With every passing Democratic presidential debate, the odds that any of the moderators will ever ask a question about Social Security seem to be growing longer. Last night was the sixth debate of 2019, and the record remains unbroken: not a single question about Social Security for seven contenders for the nomination of the party of Franklin Roosevelt. However, two of the candidates – Bernie Sanders and Elizabeth Warren – did mention Social Security on their own, without being asked.
Early in the debate, Senator Sanders brought up Social Security as part of an attack on President Trump’s betraying his promise “not to touch” Americans’ earned benefits.
“I will personally be… making the case that we have a president who has sold out the working families of this country, who wants to cut Social Security, Medicare and Medicaid after he promised he would not do that…” – Bernie Sanders, Democratic presidential debate, 12/19/19
Both Sanders and Senator Warren have offered proposals to fortify Social Security’s finances and expand benefits – mainly by asking the wealthy to pay their fair share of FICA payroll contributions. During an exchange about candidate Andrew Yang’s universal basic income proposal (to give every American $1,000 per month), Warren defended the modest benefit bump in her Social Security plan:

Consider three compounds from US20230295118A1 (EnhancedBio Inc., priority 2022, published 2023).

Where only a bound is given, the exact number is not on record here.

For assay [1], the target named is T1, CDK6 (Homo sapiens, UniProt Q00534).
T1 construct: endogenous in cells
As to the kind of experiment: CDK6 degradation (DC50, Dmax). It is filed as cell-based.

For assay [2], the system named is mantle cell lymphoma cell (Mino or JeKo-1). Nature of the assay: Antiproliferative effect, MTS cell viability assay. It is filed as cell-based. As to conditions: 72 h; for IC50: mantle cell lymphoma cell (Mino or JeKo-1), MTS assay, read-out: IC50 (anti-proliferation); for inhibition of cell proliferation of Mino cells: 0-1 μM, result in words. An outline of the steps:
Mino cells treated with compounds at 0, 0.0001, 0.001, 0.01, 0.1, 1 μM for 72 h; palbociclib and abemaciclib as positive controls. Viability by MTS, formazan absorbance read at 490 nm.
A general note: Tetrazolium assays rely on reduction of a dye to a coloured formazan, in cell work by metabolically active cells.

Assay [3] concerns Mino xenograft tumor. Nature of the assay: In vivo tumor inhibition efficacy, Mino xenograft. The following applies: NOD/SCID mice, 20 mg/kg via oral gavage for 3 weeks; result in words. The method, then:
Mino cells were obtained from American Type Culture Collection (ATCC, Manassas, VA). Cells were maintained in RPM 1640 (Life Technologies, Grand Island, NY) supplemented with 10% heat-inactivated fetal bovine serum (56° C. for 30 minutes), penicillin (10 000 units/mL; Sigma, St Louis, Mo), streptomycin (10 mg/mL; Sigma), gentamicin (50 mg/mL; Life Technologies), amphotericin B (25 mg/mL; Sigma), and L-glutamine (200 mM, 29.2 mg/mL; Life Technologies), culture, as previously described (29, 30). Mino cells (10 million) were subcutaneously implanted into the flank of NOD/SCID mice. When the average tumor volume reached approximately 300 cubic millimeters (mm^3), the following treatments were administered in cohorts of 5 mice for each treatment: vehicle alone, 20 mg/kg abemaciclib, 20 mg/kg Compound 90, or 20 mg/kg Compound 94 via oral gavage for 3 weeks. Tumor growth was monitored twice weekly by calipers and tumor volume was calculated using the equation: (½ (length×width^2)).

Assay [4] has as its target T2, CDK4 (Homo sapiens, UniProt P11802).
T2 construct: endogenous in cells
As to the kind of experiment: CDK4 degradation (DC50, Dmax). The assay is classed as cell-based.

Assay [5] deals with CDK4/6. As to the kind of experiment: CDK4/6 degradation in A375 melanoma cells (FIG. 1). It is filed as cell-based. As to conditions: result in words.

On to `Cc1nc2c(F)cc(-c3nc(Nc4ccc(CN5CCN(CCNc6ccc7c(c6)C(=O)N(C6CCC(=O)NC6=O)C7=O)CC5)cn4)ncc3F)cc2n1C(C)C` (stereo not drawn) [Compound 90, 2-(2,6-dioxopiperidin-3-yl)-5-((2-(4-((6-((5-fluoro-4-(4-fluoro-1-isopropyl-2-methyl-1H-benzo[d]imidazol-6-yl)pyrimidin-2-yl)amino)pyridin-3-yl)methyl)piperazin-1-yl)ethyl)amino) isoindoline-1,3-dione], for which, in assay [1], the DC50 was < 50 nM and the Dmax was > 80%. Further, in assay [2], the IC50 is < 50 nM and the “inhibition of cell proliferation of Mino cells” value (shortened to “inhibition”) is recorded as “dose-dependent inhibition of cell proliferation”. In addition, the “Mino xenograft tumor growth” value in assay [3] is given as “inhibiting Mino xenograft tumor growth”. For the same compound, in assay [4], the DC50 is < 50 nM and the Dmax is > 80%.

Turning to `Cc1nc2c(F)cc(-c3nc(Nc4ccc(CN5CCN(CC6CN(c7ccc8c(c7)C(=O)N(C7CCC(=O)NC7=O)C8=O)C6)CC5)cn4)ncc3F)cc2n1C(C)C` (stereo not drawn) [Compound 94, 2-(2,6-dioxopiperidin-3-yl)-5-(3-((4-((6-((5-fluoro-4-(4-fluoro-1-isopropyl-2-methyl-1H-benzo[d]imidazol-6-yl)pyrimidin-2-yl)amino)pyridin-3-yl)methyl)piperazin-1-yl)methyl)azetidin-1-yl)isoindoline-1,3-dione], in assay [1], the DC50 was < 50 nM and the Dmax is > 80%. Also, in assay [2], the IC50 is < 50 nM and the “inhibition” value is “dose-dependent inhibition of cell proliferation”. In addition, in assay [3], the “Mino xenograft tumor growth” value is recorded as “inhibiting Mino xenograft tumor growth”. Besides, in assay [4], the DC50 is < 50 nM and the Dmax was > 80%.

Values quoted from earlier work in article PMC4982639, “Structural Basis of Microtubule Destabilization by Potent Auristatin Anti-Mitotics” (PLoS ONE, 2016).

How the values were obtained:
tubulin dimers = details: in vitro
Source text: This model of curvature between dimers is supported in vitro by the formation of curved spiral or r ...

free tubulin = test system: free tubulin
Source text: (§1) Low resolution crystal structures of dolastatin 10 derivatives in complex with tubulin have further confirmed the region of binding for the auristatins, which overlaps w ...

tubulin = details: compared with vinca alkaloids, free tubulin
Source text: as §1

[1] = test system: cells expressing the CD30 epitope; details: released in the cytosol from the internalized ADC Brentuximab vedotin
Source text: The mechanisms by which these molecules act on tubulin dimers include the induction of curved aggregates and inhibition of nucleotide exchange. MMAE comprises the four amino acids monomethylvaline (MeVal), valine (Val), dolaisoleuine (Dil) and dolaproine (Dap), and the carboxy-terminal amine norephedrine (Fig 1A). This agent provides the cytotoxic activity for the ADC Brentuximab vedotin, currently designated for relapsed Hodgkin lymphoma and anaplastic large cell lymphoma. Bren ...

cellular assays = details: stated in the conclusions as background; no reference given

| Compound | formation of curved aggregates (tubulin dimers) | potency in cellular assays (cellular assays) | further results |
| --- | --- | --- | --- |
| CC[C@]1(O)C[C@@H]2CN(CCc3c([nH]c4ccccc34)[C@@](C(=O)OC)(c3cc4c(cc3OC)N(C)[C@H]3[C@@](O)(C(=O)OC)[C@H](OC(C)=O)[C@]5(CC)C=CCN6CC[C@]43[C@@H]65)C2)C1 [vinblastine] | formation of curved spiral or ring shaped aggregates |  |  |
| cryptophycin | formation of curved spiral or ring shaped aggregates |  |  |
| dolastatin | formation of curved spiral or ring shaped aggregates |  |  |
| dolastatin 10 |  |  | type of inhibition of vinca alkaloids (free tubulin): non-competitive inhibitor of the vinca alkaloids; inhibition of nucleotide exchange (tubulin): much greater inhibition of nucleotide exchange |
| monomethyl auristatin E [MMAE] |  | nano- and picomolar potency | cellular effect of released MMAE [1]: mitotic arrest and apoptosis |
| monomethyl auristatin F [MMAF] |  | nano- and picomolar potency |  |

“America is ready to expand Social Security payments and disability payments by $200 a month. You just give somebody $200 a month, they asked me this in a town hall. And a lady who wanted it said, you know what it will mean to me? It will mean I can get a prescription filled and I can still buy toilet paper the same week.” – Elizabeth Warren, Democratic presidential debate, 12/19/19
Social Security touches the lives of 69 million Americans, many of them seniors living on fixed incomes who rely on the average $1,400 monthly retirement benefit to stay out of poverty. Conservatives claim that Social Security is “going broke” and that it won’t be there for future generations. However, Social Security champions, including not only Warren and Sanders, but Rep. John Larson (D-CT) have lit up a pathway to long-term financial solvency AND expanded benefits, which voters deserve to know about.
We have pointed out many times in this space – and in other publications – that the mainstream media have failed to adequately cover these common sense, equitable solutions, relying on the false narrative that “neither party wants to take concrete action on Social Security.” To counter this narrative, the Democratic debates should include a robust discussion about seniors’ retirement benefits. A Democratic president created Social Security and it will be up to Democrats to protect the program – and allow it to grow with the needs of an ever-changing population.